I recently bumped into this psychological term, "paracosm." Seems to fit with the concept of more grandiose religious or spiritual paracosms, elaborate mystical worlds, realms, heavenly beings, big narratives.
From Wikipedia, the free encyclopedia
A paracosm is a detailed imaginary world, or fantasy world, involving humans and/or animals, or perhaps even fantasy or alien creations. Often having its own geography, history, and language, it is an experience that is developed during childhood and continues over a long period of time: months or even years.
The concept was first described by a researcher for the BBC, Robert Silvey, with later research by British psychiatrist Stephen A. MacKeith, and British psychologist David Cohen. The term "paracosm" was coined by Ben Vincent, a participant in Silvey's 1976 study and a self-professed paracosmist.
Psychiatrists Delmont Morrison and Shirley Morrison mention paracosms and "paracosmic fantasy" in their book Memories of Loss and Dreams of Perfection, in the context of people who have suffered the death of a loved one or some other tragedy in childhood. For such people, paracosms function as a way of processing and understanding their early loss. They cite James M. Barrie, Isak Dinesen and Emily Bronte as examples of people who created paracosms after the deaths of family members. Literary historian Joetta Harty connects paracosm play with imperialism in her writings on the Brontes, Thomas De Quincey and Hartley Coleridge. Dorothy and Jerome Singer reference paracosms in their studies on childhood imagination.
Marjorie Taylor is another child development psychologist who explores paracosms as part of a study on imaginary friends. In Adam Gopnik's essay, "Bumping Into Mr. Ravioli", he consults his sister, a child psychologist, about his three-year-old daughter's imaginary friend. He is introduced to Taylor's ideas and told that children invent paracosms as a way of orienting themselves in reality.
Paracosms are also mentioned in articles about types of childhood creativity and problem-solving. Some scholars believe paracosm play indicates high intelligence. A Michigan State University study revealed that many MacArthur Fellows Program recipients had paracosms as children. Paracosm play is recognized as one of the indicators of a high level of creativity, which educators now realize is as important as intelligence. In an article in the International Handbook on Giftedness, Michelle Root-Bernstein writes about paracosm play as an indicator of high levels of intelligence and creativity, which may "supplement objective measures of intellectual giftedness ... as well as subjective measures of superior technical talent."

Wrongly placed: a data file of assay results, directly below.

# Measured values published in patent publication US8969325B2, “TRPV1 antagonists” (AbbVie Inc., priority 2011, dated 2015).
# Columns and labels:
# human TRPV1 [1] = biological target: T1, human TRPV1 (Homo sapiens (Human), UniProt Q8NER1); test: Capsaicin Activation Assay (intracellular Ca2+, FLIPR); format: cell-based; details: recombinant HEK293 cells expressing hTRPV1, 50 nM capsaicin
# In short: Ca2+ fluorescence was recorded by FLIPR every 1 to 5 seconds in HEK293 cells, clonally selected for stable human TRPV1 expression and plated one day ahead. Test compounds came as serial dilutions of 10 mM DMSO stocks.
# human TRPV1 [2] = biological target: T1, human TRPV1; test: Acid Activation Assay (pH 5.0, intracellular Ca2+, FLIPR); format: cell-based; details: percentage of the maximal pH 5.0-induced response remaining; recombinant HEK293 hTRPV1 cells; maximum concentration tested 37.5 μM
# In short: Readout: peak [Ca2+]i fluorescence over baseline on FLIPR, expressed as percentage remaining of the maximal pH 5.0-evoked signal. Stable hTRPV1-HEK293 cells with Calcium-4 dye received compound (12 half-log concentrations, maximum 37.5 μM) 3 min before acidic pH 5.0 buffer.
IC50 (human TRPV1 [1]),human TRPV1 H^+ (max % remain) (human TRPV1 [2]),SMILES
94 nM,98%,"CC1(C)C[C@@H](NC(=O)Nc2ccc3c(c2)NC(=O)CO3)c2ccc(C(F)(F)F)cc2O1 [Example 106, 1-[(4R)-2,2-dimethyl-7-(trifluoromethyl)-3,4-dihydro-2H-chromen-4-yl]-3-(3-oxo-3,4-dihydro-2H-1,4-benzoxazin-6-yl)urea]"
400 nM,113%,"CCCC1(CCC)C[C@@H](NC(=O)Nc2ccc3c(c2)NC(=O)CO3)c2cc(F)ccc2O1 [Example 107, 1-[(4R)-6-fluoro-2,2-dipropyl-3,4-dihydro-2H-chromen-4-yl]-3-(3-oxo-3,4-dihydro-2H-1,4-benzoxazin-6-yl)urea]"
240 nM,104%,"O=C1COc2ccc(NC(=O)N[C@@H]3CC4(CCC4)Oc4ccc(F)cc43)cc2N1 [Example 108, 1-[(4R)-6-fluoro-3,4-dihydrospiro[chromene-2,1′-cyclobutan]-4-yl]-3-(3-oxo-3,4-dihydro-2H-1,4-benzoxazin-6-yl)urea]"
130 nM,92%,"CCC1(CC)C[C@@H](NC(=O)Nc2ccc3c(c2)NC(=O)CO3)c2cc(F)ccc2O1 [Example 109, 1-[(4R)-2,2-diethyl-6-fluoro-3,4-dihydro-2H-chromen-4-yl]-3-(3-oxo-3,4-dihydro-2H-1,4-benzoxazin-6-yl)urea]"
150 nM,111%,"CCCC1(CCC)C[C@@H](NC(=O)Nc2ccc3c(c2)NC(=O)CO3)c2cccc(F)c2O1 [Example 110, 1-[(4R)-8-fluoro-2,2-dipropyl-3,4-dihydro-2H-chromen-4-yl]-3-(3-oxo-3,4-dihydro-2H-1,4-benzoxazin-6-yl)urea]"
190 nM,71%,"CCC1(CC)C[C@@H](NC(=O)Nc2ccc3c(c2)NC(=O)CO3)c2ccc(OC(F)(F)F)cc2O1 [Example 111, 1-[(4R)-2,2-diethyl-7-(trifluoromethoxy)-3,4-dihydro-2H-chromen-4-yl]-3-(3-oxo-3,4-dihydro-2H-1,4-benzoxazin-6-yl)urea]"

Examples of paracosms include Gondal, Angria, and Gaaldine, the fantasy kingdoms created and written about in childhood by Emily, Anne, and Charlotte Brontë, and their brother Branwell, and maintained well into adulthood. Their contemporary, Hartley Coleridge, created and maintained the land of Ejuxria all his life. Austin Tappan Wright's Islandia began as a childhood paracosm as did M.A.R. Barker's Tekumel. Another example is Borovnia, the fantasy kingdom created by Juliet Hulme and Pauline Parker in their mid-teens, as portrayed in the film Heavenly Creatures. The modern fantasy author Steph Swainston's world of the Fourlands is another example of an early childhood paracosm. Henry Darger began writing about the Realms of the Unreal in his late teens and continued to write and illustrate its epic adventures for decades. Joanne Greenberg created a paracosm called Iria as a young girl, and described it to Frieda Fromm-Reichmann while hospitalized at Chestnut Lodge. Fromm-Reichmann wrote about it in an article for the American Journal of Psychiatry; Greenberg wrote about it as the Kingdom of Yr in her novel I Never Promised You a Rose Garden.